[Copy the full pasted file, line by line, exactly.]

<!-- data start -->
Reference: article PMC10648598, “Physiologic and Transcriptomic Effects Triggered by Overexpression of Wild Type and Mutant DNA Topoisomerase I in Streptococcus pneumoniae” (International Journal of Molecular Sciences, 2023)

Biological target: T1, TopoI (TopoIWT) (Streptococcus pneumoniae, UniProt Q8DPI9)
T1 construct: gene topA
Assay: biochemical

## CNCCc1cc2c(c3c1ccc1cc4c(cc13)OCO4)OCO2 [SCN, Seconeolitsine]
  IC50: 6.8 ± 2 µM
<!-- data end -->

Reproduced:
Reference: article PMC10648598, “Physiologic and Transcriptomic Effects Triggered by Overexpression of Wild Type and Mutant DNA Topoisomerase I in Streptococcus pneumoniae” (International Journal of Molecular Sciences, 2023)

Biological target: T1, TopoI (TopoIWT) (Streptococcus pneumoniae, UniProt Q8DPI9)
T1 construct: gene topA
Assay: biochemical

## CNCCc1cc2c(c3c1ccc1cc4c(cc13)OCO4)OCO2 [SCN, Seconeolitsine]
  IC50: 6.8 ± 2 µM